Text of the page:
For new hires, the onboarding and training phases can really set the tone. Whether you are attempting to correct a toxic culture or protect a positive one, you need to utilize the onboarding process. 

In this period, you can train new hires on culture initiatives, shared values, and your company’s mission. So if your culture needs work, you can mobilize this new class of hires to bring positive, encouraging habits to existing teams. This will also make the rollout of cultural initiatives more successful, as you will already have them on board. And if your culture is thriving, training new hires on your culture and its importance will ensure it remains strong.  

Show Appreciation  

To avoid—or correct—a toxic workplace culture, be sure to make appreciation a standard practice at your company. Show your own appreciation, but also be sure to encourage leaders and members of your organization to show their own appreciation for their teams. Fostering a culture of appreciation will bring you one step closer to having an uplifting, positive workplace.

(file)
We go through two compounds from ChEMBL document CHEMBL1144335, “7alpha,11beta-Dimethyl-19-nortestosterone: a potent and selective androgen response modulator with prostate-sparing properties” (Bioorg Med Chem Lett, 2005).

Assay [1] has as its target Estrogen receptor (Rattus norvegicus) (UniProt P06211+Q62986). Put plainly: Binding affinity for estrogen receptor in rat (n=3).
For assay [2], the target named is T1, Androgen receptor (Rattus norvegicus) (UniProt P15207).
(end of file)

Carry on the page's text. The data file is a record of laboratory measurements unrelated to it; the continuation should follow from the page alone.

Here are a few different ways to show appreciation: 

  • Hand-written notes 
  • Gift cards 
  • Additional paid time off 
  • Early leave 
  • Catered lunches and happy hours 

Encourage Work-Life Balance  

We addressed how higher risk of burnout is a major indicator and symptom of a toxic work culture. A great way to combat burnout is by encouraging your staff to find and protect a healthy work-life balance. 

This is especially important for leaders to understand, as they play a part in setting the tone. They can set a good example by maintaining their own work-life balance as well as clearly expressing their support for others to do the same.  

For more tips on how to properly encourage a work-life balance, and how to benefit from it, check out this resource. 

Prioritize a Positive Culture

When leaders are passive about culture initiatives, it’s easier for negative qualities or habits to emerge. But being intentional with your workplace culture will protect your teams from a toxic environment, and all of its negative side effects. 

Our culture experts at Compass offer workshops, team experiences, and customized solutions that will help to strengthen your culture and your business. Get started today. 

How to Build a Thriving Team Culture and Improve Results